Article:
Cookies Policy

This site uses cookies. By continuing to browse the site you are agreeing to our use of cookies.

I accept this policy

Find out more here

Open Access The Role of Suffixes in Grammatical Gender Assignment in Modern Greek: A Psycholinguistic Study

No metrics data to plot.
The attempt to load metrics for this article has failed.
The attempt to plot a graph for these metrics has failed.
The full text of this article is not currently available.

Brill’s MyBook program is exclusively available on BrillOnline Books and Journals. Students and scholars affiliated with an institution that has purchased a Brill E-Book on the BrillOnline platform automatically have access to the MyBook option for the title(s) acquired by the Library. Brill MyBook is a print-on-demand paperback copy which is sold at a favorably uniform low price.

The Role of Suffixes in Grammatical Gender Assignment in Modern Greek: A Psycholinguistic Study

  • PDF
Add to Favorites
You must be logged in to use this functionality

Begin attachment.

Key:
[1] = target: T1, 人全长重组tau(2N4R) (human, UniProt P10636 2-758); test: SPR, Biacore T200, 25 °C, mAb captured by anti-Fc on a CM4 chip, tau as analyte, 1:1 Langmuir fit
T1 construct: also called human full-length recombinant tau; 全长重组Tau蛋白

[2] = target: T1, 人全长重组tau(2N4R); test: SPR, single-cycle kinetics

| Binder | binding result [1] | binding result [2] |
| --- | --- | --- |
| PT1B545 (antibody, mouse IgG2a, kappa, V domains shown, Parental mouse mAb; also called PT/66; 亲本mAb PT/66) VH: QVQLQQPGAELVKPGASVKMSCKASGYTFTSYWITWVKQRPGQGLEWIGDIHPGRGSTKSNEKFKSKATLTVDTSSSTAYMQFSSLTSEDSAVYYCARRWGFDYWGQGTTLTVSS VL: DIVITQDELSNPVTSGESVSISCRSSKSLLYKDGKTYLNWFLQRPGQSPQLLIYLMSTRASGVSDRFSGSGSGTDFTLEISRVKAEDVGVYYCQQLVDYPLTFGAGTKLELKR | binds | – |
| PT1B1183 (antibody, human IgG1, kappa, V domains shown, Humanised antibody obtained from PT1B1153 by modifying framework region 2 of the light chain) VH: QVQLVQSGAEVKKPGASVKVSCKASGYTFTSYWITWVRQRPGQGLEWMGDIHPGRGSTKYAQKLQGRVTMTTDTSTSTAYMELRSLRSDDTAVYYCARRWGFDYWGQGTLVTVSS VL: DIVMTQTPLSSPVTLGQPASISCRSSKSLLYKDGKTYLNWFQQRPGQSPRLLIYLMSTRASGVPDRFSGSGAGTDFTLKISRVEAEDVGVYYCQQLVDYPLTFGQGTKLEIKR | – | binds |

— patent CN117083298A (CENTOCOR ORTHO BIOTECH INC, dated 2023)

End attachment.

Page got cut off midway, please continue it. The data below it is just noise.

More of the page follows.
image of Journal of Greek Linguistics

The aim of this study is to investigate how native speakers of Greek assign gender to nouns. The main question concerns the role that the morphophonological information encoded on noun suffixes plays in the assignment of gender values by native speakers. To that end, novel nouns were created combined with the different nominal suffixes so that the role of the suffix could be investigated independently of any lexical and/or semantic eff ects. Monolingual, native speakers of Greek were asked to use these novel nouns by providing an agreeing definite article thus indicating the corresponding gender value. The experiment was conducted both orally and in written form, so that potential effects of phonological as opposed to orthographic information could be examined. Following the experiment, probability values (predictive values) were calculated for each noun suffix based on the participants' interpretations, which were then compared to counts of frequency co-occurrence of each suffix with each gender value in the language. The results are discussed with respect to theoretical models of gender assignment and lexical access, while lexicalist approaches to morphology are also addressed.


Full text loading...


Data & Media loading...

Article metrics loading...



Can't access your account?
  • Key

  • Full access
  • Open Access
  • Partial/No accessInformation